“There is a valley in New York. And a river runs through it. And Henry Hudson first discovered it.” So starts a show, recorded a show from PBS that broadcast on KET over the weekend called New York Wine & Table. I admit to recording the oddest thing that catches my interest on occasion, but the description of “specialty growers revitalize farming and wine making in the Hudson River Valley, with blackcurrant wine, apple vodka, and apple cider” appealed to me on some level. I suppose the combination of farming and wine making were the two things that really caught my attention, as I am passionate about both of those. Of course I also thought my trip to upstate New York several years ago was beautiful and I was a little curious about apple vodka as well. I find myself fairly awake this evening and after watching a documentary of Chris McCandless I was feeling more alive then usual and thought I would watch that video while I wrote a blog about something else.
Note: I started writing this one about four weeks ago and finished it just lately.
A little more than a week ago, while over at a friend’s house, he popped in a new to DVD movie titled Into the Wild. It tells the story of Christopher McCandless, during the few short years between when he graduates college and his death a few short years later. During those few short years though McCandless lives a full life that few of us today are brave enough or otherwise willing to pursue, ultimately ending up in the Alaskan wild. A short synopsis is in order to begin.
We see McCandless at an abandoned bus in the Alaska wild that is called the magic bus. The rest of the movie flashes back from the time he graduates Emory college up through the time he is at the bus. Apparently he had issues with his materialistic motivated parents who apparently didn’t get along so well either. After college instead of heading to Harvard as was discussed, he instead cashes out his college fund, donates its, cuts up credit cards, and takes off across country. Enjoying his freedom he travels from one place to another doing simple jobs that include working at burger place, a long time with a grain farm/co-op, helping some hippies selling books, and leather work with an old man. He also enjoys during his travels lots of nature including kayaking down the Grand Canyon, ending up in Mexico, and the oceans and beeches of the coast. During all of this, he has one focus, which is to go to the last great frontier of Alaska and live completely on his own as self-sufficiently as possible. I will not spoil the movie any further – as I think it is well worth watching if you haven’t seen it.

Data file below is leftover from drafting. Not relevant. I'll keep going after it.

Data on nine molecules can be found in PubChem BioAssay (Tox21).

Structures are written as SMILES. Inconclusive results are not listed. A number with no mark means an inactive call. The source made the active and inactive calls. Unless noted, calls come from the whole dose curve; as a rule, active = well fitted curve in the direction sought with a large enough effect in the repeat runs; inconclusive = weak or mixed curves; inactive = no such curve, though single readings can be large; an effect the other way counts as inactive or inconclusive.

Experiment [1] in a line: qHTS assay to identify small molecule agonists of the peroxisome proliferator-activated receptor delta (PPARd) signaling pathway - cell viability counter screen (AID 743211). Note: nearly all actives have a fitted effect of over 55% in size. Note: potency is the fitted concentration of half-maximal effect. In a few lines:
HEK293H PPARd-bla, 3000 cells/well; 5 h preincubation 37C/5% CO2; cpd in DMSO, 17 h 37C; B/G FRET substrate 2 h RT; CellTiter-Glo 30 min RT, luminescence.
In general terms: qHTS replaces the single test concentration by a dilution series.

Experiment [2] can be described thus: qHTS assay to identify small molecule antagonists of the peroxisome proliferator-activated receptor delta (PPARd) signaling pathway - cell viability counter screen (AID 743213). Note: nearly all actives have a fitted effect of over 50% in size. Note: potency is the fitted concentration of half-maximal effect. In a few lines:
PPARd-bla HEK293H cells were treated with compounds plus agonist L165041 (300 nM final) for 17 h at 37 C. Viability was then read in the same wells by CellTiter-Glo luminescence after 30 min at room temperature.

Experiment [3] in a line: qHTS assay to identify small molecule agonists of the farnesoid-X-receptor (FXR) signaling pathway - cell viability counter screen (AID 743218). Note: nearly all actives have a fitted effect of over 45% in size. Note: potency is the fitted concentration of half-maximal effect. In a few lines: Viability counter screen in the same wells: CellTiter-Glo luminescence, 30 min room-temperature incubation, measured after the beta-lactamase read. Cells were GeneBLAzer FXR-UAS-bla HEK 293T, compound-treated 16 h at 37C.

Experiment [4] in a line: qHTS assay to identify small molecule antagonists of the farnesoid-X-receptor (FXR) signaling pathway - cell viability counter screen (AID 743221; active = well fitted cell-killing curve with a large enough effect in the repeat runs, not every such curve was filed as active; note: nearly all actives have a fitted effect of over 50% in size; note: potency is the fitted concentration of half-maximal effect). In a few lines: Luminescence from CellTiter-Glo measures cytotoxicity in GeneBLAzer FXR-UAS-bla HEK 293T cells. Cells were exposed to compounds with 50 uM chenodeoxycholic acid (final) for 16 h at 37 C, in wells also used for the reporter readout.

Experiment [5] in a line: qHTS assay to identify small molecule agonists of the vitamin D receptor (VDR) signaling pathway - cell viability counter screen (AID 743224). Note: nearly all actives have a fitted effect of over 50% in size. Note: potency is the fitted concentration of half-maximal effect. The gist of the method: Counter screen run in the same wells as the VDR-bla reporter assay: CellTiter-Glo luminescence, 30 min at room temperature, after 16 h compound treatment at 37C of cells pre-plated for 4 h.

The thing that attracted me to this movie is the sense of free spirit or just plain old freedom that comes from this. It is the kind of thing that I am often tempted to think about doing myself. I can see myself in my tempted thoughts riding off with two or three horses, a pack of stuff on one them, a dog in tow just because she would let me leave without her, and heading out to Montana or Wyoming across country… Tempted to think about – but then I have to admit in the end I am to attached to things to just up and let go of everything and move about surviving on occasion on little more than pure darned luck.
Bottom line is this – my hats off to McCandless for actually having had the gumption to have actually lived life to the fullest.